Tuesday, August 01, 2006

Another 'random gallery of lone shooters'

I see that Michelle Malkin is continuing apace in her career focus -- namely, providing bigots with excuses for their bigotry -- by offering up, in the wake of Friday's gun rampage at the Jewish Federation in Seattle, a gallery of 'lone shooters' who all just happen to be Muslim.

It's all part, you see, of her campaign to prove that the notion of a lone Muslim gunman is just "a myth."

Well, folks in Seattle already know that Malkin really has no shame when it comes to exploiting human tragedy as a way to advance her political agenda.

And her old animus towards Seattle -- largely ascribable, I think, to the fact that her career ran into some rocky shoals here that were almost purely of her own making -- has come floating to the surface with the Haq incident. Funny how an entire article to which she links us can discuss "Seattle's culture of victimology and the shooting of Jews" without once mentioning either David Lewis Rice or Buford Furrow.

So, just as a handy reminder, here's another "random gallery of lone shooters":

This is Joseph Paul Franklin, a serial killer who not only murdered 20 people (a large number of them mixed-race couples) but also attempted the assassinations of both Larry Flynt and Vernon Jordan. Franklin was a longtime Klansman who subscribed to white-supremacist Christian Identity beliefs about race-mixing.

This is Paul Hill, a Florida anti-abortion zealot who gunned down an abortion provider and his bodyguard outside a Pensacola clinic. Hill, who was executed in 2003, expressed no remorse for the murders, and told reporters he expected "a great reward in Heaven."

Hill, incidentally, was only following in the footsteps of another "lone gunman" named Michael Griffin, who had gunned down Dr. David Gunn outside an abortion clinic two years earlier in Pensacola. [Couldn't locate his picture.]

Then there was John Salvi, who walked into a Brookline, Mass., clinic in December 1994 and opened fire, killing a receptionist and wounding three others. At trial, Salvi testified that he acted out of a belief in a conspiracy against the Catholic Church. He later committed suicide in prison.

Another abortion-doctor sniper was James Kopp, who was convicted of murdering Dr. Bernard Slepian at his home in 1998, but who also was responsible for a long string of anti-abortion sniper shootings. He was an active member of the anti-abortion group "Lamb of Christ." His trial is currently under way.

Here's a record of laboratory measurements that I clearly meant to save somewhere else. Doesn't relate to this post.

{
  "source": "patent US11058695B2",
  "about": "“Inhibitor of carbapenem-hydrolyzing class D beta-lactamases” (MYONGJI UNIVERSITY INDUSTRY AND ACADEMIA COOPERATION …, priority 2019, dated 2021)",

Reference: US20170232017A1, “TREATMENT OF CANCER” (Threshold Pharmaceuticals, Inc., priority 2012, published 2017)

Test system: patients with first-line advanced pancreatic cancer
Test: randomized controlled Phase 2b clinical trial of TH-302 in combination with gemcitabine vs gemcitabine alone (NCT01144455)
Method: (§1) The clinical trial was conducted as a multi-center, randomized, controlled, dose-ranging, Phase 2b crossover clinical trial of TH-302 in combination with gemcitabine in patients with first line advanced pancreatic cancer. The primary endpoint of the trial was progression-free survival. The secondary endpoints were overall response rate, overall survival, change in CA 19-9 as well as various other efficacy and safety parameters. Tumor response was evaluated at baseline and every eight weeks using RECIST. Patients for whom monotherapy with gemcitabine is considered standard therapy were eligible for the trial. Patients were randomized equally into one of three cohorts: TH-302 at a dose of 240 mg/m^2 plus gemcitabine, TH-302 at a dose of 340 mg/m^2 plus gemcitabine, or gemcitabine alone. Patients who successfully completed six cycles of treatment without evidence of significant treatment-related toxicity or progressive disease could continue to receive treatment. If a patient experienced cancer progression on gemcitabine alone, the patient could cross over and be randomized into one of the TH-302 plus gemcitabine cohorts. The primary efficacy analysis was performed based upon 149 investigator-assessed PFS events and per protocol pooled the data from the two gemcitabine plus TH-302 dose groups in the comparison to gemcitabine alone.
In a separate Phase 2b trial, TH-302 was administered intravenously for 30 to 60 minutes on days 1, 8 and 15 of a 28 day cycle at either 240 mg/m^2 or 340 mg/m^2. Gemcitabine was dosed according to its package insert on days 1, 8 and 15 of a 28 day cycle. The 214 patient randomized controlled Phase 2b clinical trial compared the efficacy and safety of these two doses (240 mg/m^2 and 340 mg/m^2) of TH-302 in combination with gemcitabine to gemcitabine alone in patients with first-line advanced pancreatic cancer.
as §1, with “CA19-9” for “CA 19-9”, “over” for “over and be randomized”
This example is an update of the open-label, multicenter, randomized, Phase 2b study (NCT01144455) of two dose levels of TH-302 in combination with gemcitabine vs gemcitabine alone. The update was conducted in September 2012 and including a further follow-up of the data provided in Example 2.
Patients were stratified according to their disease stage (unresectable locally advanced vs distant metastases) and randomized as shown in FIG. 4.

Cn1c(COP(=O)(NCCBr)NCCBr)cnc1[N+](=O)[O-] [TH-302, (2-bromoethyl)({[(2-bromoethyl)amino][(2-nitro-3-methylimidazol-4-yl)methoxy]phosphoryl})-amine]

And let's not forget our bravest Aryan warrior, Buford O. Furrow, who walked into a Jewish day-care center in Los Angeles and began shooting at children and women -- that, after having gunned down an unarmed Filipino postman on his route. Furrow was a longtime Washington state resident and Christian Identity follower, active at the Aryan Nations in northern Idaho.

Of course, all these folks were considered "isolated incidents" at the time. Certainly, no one at the time connected them with mainstream Christianity.

This was, in fact, simple common sense. Most Christians reject murder in their names categorically -- it's hard to imagine a more un-Christian act. No one stooped to smearing all Christians with the acts of these fringe, often mentally unstable, figures whose "Christianity" is a perversion of the religion's core beliefs. In fact, not only did even the harshest critics steer clear of any such suggestion, but it became something of a faux pas to point out that these folks do, in fact, claim to be "Christians".

Too bad Michelle Malkin and her cohorts can't say the same when it comes to radical Muslims who go on "lone gunman" rampages. It is true that dismissing these cases as "isolated incidents" is nonsense -- as I've just said, the wellsprings of hate are many these days, and we can't be certain where Haq's arose, though radical Islam certainly is a prime candidate.

Neither can it be said, however, that these men any more reflect mainstream Islam than Buford Furrow represents mainstream Christianity. Saying so, in fact, is just another kind of hate.

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